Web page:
New $100 bill full of security features goes into circulation today

By on October 8, 2013, 7:30 AM
money, counterfeit, bill, note, 100 bill, federal reserve, benjamin franklin

It’ll soon be harder than ever for criminals to produce counterfeit $100 bills. That’s because a redesigned Benjamin Franklin that’s been in production for quite some time is finally entering circulation today courtesy of the Federal Reserve Board – one of the few government agencies that wasn’t affected by the ongoing US government shutdown.

The Federal Reserve has been working on the redesign for more than 10 years. Described as the most complex bills the US has ever produced, the design was first unveiled in 2010 but delays kept it from reaching production until just recently. That’s unfortunate as the $100 bill is the most counterfeited note outside of the US, we’re told.

The new bills are equipped with a number of security features. Chief among them is a blue 3D security ribbon that will change from images of a bell to “100s” when moved. The ribbon is woven directly into the paper, not printed on it, which will make it easy for people to identify and verify but extremely difficult to replicate.

Other security features include a green bell inside a copper-colored inkwell on the front of the note. When the bill is handled, the bell will change from green to copper to match the inkwell.

Not all of the technology on the new currency is unique, however. Many features, including the portrait watermark, color-shifting 100, raised printing, security thread, gold 100 and serial numbers are all carried over from the old design with some receiving an update.

Expect to see the new bills surface in general circulation within a few weeks.




User Comments: 16

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Guest said:

Unless they plan on removing every current "old" 100 dollar bill out of circulation simultaneously, and then deny people the ability to use them.....

What's to stop people forging the old bill and still using that?

Or did I miss something?

ghasmanjr ghasmanjr said:

Unless they plan on removing every current "old" 100 dollar bill out of circulation simultaneously, and then deny people the ability to use them.....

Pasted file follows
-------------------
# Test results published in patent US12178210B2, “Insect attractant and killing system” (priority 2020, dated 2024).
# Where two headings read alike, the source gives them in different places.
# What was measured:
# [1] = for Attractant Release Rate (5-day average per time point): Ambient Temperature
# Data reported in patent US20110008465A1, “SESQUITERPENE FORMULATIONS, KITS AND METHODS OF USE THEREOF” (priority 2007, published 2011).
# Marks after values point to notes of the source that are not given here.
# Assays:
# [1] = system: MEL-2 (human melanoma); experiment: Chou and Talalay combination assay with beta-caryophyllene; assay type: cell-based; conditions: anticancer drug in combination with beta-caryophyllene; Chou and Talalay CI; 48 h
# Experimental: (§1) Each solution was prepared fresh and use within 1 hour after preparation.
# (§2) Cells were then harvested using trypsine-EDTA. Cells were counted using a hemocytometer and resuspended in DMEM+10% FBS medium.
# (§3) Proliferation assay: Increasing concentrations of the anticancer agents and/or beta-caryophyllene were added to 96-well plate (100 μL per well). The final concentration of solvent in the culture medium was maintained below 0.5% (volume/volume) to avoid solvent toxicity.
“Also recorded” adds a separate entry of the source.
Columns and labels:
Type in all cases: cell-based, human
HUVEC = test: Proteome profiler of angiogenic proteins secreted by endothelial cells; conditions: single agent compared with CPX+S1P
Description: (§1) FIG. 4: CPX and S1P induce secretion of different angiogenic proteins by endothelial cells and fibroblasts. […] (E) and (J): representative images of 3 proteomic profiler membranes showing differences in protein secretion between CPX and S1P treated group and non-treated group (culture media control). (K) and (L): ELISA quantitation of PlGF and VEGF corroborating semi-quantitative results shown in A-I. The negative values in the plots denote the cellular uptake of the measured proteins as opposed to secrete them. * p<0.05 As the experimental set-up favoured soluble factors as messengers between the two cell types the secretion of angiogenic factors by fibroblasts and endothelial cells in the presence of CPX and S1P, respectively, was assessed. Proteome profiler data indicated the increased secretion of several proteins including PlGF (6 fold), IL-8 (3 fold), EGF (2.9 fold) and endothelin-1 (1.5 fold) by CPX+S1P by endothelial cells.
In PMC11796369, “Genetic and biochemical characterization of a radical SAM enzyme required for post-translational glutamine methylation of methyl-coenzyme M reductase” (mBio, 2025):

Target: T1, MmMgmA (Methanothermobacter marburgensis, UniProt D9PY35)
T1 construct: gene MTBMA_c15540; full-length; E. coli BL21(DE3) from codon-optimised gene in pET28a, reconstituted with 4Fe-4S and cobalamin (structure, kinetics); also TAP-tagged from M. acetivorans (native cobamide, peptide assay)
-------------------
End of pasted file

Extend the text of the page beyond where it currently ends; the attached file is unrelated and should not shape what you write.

What's to stop people forging the old bill and still using that?

Or did I miss something?

How often do you see the old $20 bill from prior to about 2000? This will not really take full effect for about 10 years. Once it does, people will grow very suspicious if you use large quantities of the old bill for a transaction. Hell, if someone tried to pay me with 5 or more of the old $20 bill, I would probably not accept it unless they were an elderly person. The elderly like to keep their money in a shoebox instead of a for some reason.

MilwaukeeMike said:

Unless they plan on removing every current "old" 100 dollar bill out of circulation simultaneously, and then deny people the ability to use them.....

What's to stop people forging the old bill and still using that?

Or did I miss something?

I don't know about $100 bills, but in the discussion to remove the single dollar bill from circulation (and replace it with a longer lasting coin) it was said that a single only lasts a few months. $100's of course wouldn't be passed around nearly as much, but I don't think it'll take more than a few years for them to disappear. As they end up in banks, they'll be collected.

1 person liked this | LukeDJ LukeDJ said:

Meanwhile, in Australia......

treeski treeski said:

I don't know about $100 bills, but in the discussion to remove the single dollar bill from circulation (and replace it with a longer lasting coin)...

Man I wish this would finally happen...

MilwaukeeMike said: